We have been having a lot of people asking us, “Steve, do I really have to put premium gas in my Volkswagen?” (or Audi, or BMW, or anything German or has a turbo, or is direct injected).

 

“It costs too much”. This is the most common complaint of having to put premium fuel in your vehicle. If you drive a premium vehicle, or a sporty vehicle (GTI, Golf R, WRX, Focus RS etc…), you paid a higher price for a better vehicle. Performance, build quality, and more are all a by-product of owning a premium product. There are many people who can afford such a vehicle, but cannot afford (or choose to cheap out on) the regular upkeep of such a vehicle.

 

The big one is fuel. OK, it costs more than regular fuel. But consider this: at the time this was posted, according to GasBuddy.com, the current price of regular gas is 120.9¢ / l. The current price for premium fuel is 139.9¢ / l. It looks much higher! Let’s factor in the average vehicle has a fuel tank capacity of around 55 liters (Usually 50 + a 5 liter reserve), so to fill your vehicle with regular fuel you would be looking at $66.49. For premium, you would only be looking at $76.94, a difference of only $10.45. It’s not that bad.

 

Especially when you consider the good effects premium fuel has on your vehicle. Premium fuel has a higher octane rating which causes your vehicle to run more efficiently, and cleaner. Not only that, but premium fuels have a higher detergent rating than regular fuels.

 

A study by AAA compared valves from a vehicle running regular (or non-top tier) to one running premium (top tier). The results according to AAA were “surprising”. The vehicle running premium fuel saw on average, 19x less carbon buildup on the valves then that of the vehicle running regular fuel. The photo can be seen below.

 

Image Credit: AAA

What this means for your vehicle:

When your vehicle is running more efficient, it runs cleaner. Modern vehicles are all switching to direct injection systems. Pretty well all manufacturers are doing it, Ford has recently done it with the Ecoboost motors, Mitsubishi was one of the first mainstream vehicles trademarking GDI, Volkswagen has been doing it for many years, Subaru has recently switched to it, and more. The reason for going direct injection is simple, more power, less fuel consumption.

That’s why now you will see a big Ford Escape with a small 1.6l turbo. You have the power, and the fuel efficiency to move around an SUV. This is great. The only drawback of direct injection is you don’t have fuel cleaning the ports because fuel is being injected directly into the combustion chamber.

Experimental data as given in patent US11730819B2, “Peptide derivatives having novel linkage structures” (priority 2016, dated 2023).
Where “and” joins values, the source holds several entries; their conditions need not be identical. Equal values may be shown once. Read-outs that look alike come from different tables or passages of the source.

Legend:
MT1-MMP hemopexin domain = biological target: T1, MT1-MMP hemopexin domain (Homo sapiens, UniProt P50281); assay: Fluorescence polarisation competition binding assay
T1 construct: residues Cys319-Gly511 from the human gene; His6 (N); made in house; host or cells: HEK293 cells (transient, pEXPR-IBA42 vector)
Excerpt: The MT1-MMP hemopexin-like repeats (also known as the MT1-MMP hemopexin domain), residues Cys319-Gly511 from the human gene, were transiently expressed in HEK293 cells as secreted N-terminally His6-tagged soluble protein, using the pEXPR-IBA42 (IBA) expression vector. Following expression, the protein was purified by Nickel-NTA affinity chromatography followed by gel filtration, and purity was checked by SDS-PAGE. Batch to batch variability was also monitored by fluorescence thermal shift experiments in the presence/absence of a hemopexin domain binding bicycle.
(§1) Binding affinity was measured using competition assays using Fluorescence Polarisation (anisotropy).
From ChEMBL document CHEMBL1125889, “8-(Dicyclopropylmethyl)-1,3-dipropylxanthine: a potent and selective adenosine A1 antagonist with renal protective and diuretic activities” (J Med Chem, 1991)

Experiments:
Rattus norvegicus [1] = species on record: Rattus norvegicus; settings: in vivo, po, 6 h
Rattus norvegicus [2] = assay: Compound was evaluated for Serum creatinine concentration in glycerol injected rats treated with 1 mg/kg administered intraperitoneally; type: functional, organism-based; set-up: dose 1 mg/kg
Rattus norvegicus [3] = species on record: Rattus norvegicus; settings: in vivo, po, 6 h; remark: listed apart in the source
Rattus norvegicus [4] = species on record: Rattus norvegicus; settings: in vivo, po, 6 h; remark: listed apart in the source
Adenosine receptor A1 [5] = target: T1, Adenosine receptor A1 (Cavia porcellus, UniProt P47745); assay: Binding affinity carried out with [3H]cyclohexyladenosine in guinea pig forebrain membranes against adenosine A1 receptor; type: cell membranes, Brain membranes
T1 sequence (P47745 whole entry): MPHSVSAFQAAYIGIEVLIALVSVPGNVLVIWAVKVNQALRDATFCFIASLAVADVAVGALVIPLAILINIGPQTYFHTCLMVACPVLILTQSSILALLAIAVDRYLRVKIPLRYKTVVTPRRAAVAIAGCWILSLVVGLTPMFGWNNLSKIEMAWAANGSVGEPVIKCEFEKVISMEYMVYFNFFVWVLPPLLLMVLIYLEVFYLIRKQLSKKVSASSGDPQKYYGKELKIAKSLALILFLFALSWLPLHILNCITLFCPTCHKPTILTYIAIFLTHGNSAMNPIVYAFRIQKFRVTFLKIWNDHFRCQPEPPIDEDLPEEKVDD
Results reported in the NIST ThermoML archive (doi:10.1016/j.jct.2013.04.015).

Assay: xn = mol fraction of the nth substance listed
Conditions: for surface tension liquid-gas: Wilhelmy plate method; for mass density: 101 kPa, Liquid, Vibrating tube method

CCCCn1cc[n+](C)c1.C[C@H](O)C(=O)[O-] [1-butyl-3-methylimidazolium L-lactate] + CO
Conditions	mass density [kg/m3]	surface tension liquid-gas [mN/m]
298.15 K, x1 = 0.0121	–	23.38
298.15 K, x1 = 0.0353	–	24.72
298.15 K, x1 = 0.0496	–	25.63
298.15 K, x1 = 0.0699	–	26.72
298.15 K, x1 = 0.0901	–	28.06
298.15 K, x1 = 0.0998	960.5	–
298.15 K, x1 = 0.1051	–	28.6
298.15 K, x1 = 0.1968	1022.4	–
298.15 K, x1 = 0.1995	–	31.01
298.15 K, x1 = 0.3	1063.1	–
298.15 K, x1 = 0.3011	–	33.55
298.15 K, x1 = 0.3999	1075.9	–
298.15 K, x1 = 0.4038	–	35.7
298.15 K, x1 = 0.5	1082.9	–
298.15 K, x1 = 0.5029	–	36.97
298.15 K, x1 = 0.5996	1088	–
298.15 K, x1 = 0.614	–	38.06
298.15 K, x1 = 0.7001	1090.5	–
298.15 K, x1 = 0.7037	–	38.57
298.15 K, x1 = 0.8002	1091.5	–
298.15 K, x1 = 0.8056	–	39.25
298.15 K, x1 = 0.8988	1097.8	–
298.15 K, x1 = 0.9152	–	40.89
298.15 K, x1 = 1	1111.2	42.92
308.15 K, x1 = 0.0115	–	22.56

Carbon begins to build up in the valves and can cause driveability issues. With a higher quality fuel, and more detergents in the fuel it reduces this buildup.

If carbon deposits get out of hand, the vehicle will start to run poorly.

We do have a chemical-based removal which proves extremely effective, but if the deposits are so bad, the intake manifold has to come off and be cleaned by hand. Which can be quite expensive.

Very heavy carbon deposits
BG 44K Carbon Clean Service

So is it worth putting Premium fuel in your vehicle?

Refer to the manufacturer. Pop open your fuel tank door and see what they recommend. If it says “Requires Premium Fuel” (which most turbo, or direct injection vehicles do), then you must use Premium. If you don’t, you will experience pinging or pre-detonation occurring, which could prove detrimental to your engine.

If your vehicle isn’t direct injection you can get away with using regular fuel. Sadly, most manufacturers recommend regular fuel and oils in their turbocharged, direct injection vehicles. This is where we see a lot of issues.

These issues range from carbon buildup, to random driveability issues, to engine failures.

While the cost of Synthetic oils and Premium fuels may be a little bit more, it more than saves you headaches in the end. Save a penny, spend a dollar.

That’s all for today!

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